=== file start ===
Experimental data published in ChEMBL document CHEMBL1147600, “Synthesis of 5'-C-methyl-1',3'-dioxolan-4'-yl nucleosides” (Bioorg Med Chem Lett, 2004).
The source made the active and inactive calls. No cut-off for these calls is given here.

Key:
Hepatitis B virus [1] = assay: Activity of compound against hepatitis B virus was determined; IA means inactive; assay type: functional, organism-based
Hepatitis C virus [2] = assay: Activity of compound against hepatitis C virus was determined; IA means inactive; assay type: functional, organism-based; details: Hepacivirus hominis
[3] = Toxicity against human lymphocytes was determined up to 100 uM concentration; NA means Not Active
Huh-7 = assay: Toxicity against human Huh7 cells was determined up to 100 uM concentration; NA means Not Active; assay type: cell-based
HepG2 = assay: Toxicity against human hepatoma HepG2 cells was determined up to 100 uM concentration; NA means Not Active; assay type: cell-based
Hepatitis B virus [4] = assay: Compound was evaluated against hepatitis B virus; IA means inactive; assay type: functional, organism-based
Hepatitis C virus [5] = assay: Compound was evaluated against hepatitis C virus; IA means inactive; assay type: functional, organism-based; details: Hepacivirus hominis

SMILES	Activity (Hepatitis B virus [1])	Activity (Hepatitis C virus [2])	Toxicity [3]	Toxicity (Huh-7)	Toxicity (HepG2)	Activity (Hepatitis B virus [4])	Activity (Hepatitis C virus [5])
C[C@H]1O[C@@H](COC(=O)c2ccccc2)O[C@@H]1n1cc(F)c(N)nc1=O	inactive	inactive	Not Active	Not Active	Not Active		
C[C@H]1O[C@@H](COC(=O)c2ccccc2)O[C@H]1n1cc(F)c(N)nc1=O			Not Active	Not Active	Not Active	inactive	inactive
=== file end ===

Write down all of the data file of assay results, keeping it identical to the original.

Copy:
Experimental data published in ChEMBL document CHEMBL1147600, “Synthesis of 5'-C-methyl-1',3'-dioxolan-4'-yl nucleosides” (Bioorg Med Chem Lett, 2004).
The source made the active and inactive calls. No cut-off for these calls is given here.

Key:
Hepatitis B virus [1] = assay: Activity of compound against hepatitis B virus was determined; IA means inactive; assay type: functional, organism-based
Hepatitis C virus [2] = assay: Activity of compound against hepatitis C virus was determined; IA means inactive; assay type: functional, organism-based; details: Hepacivirus hominis
[3] = Toxicity against human lymphocytes was determined up to 100 uM concentration; NA means Not Active
Huh-7 = assay: Toxicity against human Huh7 cells was determined up to 100 uM concentration; NA means Not Active; assay type: cell-based
HepG2 = assay: Toxicity against human hepatoma HepG2 cells was determined up to 100 uM concentration; NA means Not Active; assay type: cell-based
Hepatitis B virus [4] = assay: Compound was evaluated against hepatitis B virus; IA means inactive; assay type: functional, organism-based
Hepatitis C virus [5] = assay: Compound was evaluated against hepatitis C virus; IA means inactive; assay type: functional, organism-based; details: Hepacivirus hominis

SMILES	Activity (Hepatitis B virus [1])	Activity (Hepatitis C virus [2])	Toxicity [3]	Toxicity (Huh-7)	Toxicity (HepG2)	Activity (Hepatitis B virus [4])	Activity (Hepatitis C virus [5])
C[C@H]1O[C@@H](COC(=O)c2ccccc2)O[C@@H]1n1cc(F)c(N)nc1=O	inactive	inactive	Not Active	Not Active	Not Active		
C[C@H]1O[C@@H](COC(=O)c2ccccc2)O[C@H]1n1cc(F)c(N)nc1=O			Not Active	Not Active	Not Active	inactive	inactive